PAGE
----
Ensuring consistency is a big part of my work as an editor. As I work through a book I make sure there are no variations in how words are spelled: it should be either while or whilst, never both in the same text. The same with words like among/amongst, towards/toward, and O.K./OK/ok/okay. Numbers below 10 are either written out or not. Or all numbers are written out. Or not. Or only when accompanied by a measurement, e.g. all six competitors were over 6 feet tall.
Chapter titles should all be the same: centered or not, same typeface throughout. Any lists should have the same punctuation each time they appear: a period, semicolon or nothing at the end of each line. Always one or two spaces after a period, never sometimes one and sometimes two (but let’s not get too deep into that discussion).
Editors use a style guide to keep all this consistent, sometimes following an established one, like the Chicago Manual of Style, as well as keeping an individual style guide for each new book to make sure the particularities of that book, or series, are always the same, such as character names and place names. Does the character have blonde hair (or even blond hair)? How many children does the character have, if any, along with their age, size, occupation and so on.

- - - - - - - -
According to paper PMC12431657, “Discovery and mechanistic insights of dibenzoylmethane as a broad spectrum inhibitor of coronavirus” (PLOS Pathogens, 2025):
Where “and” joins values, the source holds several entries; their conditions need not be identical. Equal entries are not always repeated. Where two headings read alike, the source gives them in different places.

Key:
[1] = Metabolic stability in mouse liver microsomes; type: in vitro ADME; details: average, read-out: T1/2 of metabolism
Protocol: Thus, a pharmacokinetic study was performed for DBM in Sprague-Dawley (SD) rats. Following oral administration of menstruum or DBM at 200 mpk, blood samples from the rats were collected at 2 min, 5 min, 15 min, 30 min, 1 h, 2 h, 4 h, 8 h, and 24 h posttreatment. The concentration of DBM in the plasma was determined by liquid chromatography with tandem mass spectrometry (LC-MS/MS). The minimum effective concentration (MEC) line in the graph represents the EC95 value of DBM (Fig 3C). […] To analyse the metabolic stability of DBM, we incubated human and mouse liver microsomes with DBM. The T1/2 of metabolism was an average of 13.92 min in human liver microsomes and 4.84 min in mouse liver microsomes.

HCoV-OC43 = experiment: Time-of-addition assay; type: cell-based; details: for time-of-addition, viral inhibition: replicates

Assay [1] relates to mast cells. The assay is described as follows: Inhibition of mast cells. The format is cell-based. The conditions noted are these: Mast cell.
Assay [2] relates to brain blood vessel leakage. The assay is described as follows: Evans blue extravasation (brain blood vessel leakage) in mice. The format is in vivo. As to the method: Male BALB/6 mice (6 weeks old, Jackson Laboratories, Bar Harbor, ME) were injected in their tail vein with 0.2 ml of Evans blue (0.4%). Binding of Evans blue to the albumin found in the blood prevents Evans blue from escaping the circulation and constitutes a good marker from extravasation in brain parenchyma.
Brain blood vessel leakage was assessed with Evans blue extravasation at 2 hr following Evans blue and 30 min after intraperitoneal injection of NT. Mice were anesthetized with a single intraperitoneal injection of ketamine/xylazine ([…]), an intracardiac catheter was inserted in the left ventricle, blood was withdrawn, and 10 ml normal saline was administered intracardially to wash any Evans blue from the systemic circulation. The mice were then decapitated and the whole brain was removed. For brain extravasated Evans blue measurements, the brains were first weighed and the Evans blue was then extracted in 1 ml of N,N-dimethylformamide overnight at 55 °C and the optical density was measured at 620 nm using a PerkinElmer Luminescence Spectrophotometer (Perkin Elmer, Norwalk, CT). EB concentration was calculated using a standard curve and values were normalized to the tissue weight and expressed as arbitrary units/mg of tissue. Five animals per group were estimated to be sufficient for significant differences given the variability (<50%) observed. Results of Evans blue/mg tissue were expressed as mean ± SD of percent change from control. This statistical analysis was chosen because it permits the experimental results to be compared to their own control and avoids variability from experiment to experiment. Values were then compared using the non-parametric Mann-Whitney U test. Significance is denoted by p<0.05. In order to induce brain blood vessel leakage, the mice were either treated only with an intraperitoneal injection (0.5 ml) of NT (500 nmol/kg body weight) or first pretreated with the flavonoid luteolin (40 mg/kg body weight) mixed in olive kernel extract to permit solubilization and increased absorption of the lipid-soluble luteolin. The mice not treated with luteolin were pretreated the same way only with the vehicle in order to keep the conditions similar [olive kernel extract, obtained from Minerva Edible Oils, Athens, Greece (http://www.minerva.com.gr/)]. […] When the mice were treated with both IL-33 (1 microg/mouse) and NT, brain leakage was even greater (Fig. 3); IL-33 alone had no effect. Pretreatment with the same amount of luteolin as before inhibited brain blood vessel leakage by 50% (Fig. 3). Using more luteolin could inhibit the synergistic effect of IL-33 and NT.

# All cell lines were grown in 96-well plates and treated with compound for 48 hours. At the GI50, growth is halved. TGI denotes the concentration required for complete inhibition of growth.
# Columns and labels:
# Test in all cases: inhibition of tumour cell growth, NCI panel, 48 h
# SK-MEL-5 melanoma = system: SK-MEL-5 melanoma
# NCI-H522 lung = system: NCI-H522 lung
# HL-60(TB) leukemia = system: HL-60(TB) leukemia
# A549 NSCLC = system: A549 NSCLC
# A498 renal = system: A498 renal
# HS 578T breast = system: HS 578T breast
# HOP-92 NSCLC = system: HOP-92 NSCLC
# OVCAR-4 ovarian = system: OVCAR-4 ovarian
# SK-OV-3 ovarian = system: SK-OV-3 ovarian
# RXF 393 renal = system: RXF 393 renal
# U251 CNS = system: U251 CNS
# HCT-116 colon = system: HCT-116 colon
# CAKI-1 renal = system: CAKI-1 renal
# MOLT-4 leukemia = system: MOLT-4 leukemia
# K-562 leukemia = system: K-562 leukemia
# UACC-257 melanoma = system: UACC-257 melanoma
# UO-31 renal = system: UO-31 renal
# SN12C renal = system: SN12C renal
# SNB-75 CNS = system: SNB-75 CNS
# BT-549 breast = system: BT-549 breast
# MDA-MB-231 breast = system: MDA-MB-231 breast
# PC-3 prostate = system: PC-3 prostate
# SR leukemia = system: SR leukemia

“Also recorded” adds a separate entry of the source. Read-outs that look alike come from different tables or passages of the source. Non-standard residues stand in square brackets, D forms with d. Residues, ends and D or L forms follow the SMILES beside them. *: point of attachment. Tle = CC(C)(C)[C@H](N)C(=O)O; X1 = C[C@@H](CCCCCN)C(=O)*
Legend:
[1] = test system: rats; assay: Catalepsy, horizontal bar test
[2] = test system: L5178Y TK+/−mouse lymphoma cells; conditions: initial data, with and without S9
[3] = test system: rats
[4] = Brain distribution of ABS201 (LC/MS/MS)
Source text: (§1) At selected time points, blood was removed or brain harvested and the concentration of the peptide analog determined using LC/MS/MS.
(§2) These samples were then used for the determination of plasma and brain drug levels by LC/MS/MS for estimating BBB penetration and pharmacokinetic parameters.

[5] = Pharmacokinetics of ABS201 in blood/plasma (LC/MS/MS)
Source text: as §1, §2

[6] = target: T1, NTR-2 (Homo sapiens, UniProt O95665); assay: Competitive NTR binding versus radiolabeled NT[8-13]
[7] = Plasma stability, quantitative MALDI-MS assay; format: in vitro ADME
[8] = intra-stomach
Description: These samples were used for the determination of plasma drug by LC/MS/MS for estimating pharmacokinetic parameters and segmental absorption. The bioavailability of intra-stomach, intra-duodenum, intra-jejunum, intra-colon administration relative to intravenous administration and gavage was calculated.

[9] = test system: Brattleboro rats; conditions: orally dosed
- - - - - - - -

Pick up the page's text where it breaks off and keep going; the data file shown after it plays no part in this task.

These are all easy to keep track of and easy enough for an editor to change. It’s part of the job. What’s more difficult to revise is when characters don’t behave consistently. And that can happen very easily.
Avoid a major rewrite
Maybe your hero has always been a good friend but chooses to go watch a movie rather than bail his best buddy out of jail. If the buddy gets out of prison the next day and they argue about the bail before the story continues, then there’s not much of a problem. If the buddy dies in jail and that’s what sends the hero to investigate the death, it could look contrived, a touch too convenient that the hero was at a movie that night.
Such inconsistencies can lead to major revisions, a bigger rewrite than you were hoping for. And it’s better to catch these things before you send your manuscript to an editor—and definitely before submitting it for publication—because a major rewrite is likely to mean at least one more round of copy-editing.
And it’s easier than you might think to introduce character inconsistencies into your writing. You could have had a long break between writing chapters because, well, that’s how life goes. Or it could be that you don’t yet know the characters well enough to know how they’ll react to each specific situation.
There’s not a lot you can do when life gets in the way. You can try to develop good writing habits, write at particular times every day or week, set goals to write for an hour, two hours or 1,000 words at each sitting. But eventually something will happen to get in your way again.
Discover your characters
There are, however, various ways to help you get to know your characters and make sure they react consistently throughout your manuscript. [Read more…]